Schools of Classical Chinese Medicine

  • Classical Chinese Medicine School at National College of Natural Medicine - Masters of Science in Oriental Medicine (MSOM) degree that offers a four-year program that educates students in the practice of Oriental medicine as illustrated by Chinese medical classics in the topics of acupuncture, Chinese herbal medicine, qi gong, tui na and more. (Portland, OR)

Nickname: Location of Portland in Multnomah County and the state of Oregon Coordinates: , Country State Counties Multnomah County Incorporated February 8, 1851 Government  - Mayor Tom Potter[1]  - Commissioners Sam Adams Randy Leonard Dan Saltzman Erik Sten  - Auditor Gary Blackmer Area  - Total 376. ...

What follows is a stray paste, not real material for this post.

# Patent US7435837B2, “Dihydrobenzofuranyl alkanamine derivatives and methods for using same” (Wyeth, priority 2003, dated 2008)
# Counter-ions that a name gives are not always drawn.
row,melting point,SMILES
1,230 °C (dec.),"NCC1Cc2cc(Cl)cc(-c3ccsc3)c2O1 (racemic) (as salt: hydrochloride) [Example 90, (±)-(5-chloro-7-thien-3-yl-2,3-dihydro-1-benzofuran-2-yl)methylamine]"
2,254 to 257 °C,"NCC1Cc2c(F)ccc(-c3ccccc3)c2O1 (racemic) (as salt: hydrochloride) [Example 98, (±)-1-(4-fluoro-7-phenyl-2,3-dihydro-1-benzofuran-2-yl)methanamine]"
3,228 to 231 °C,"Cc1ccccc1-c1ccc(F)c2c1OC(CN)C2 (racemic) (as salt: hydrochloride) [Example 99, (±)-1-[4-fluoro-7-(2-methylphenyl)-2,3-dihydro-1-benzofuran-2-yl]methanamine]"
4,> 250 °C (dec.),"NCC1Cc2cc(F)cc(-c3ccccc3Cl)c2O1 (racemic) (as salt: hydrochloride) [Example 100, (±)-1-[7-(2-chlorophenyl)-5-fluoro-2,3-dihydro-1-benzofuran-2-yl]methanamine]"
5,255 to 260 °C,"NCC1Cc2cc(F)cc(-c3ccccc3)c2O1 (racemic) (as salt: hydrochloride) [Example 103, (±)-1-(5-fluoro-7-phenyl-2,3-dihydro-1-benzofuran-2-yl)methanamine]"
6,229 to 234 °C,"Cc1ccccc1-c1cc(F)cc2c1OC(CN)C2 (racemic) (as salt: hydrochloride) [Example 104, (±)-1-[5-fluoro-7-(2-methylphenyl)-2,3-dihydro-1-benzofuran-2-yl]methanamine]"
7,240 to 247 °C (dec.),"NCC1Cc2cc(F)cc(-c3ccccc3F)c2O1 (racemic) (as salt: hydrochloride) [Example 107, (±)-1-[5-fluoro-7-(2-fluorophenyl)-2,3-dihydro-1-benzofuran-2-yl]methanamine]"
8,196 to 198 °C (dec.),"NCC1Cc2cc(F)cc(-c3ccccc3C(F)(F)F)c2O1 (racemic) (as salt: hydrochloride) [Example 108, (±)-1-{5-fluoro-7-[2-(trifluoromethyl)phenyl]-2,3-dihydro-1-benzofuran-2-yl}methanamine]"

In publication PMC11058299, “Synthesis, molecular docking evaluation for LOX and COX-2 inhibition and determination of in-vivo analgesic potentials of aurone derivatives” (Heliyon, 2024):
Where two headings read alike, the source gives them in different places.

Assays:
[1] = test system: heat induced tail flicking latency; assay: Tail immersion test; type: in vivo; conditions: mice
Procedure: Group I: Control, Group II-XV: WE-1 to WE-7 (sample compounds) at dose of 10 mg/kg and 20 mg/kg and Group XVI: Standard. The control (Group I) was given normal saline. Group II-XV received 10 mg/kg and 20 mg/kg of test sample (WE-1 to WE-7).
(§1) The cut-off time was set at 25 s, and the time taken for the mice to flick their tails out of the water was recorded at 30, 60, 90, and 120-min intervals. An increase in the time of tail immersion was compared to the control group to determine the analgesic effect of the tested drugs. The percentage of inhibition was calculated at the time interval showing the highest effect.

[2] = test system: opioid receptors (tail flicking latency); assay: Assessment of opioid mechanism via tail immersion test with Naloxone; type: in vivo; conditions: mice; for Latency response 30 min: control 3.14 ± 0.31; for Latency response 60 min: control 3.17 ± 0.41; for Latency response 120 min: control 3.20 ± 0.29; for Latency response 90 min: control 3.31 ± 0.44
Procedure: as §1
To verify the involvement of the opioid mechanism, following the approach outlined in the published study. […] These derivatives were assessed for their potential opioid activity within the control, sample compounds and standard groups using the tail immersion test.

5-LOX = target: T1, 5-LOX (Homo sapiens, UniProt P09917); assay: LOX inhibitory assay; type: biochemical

Schools of Traditional Chinese Medicine

  • Midwest College of Oriental Medicine - offers a combined Bachelor of Science in Nutrition and Master's in traditional Chinese medicine (TCM), acupuncture certification, and a new doctoral program.
  • New England School of Acupuncture - acupuncture school, traditional Chinese medicine (TCM), Chinese herbal medicine, Chinese medical qigong, integrative medicine, and Japanese acupuncture (Newton, MA)
  • Pacific Rim College - School of Acupuncture and Oriental Medicine - Diploma in Acupuncture, Diploma in Acupuncture and Oriental Medicine, Doctor of Traditional Chinese Medicine. (Victoria, British Columbia, Canada)
  • Southwest Acupuncture College, Boulder, CO - an accredited post-graduate college that offers a Master's of Science in Oriental Medicine, which includes Chinese herbal medicine, acupuncture, qi gong, shiatsu, tui na, tai ji, and clinical experience. The Master's degree is an extensive, four-year, 3000-plus-hour program (Boulder, CO)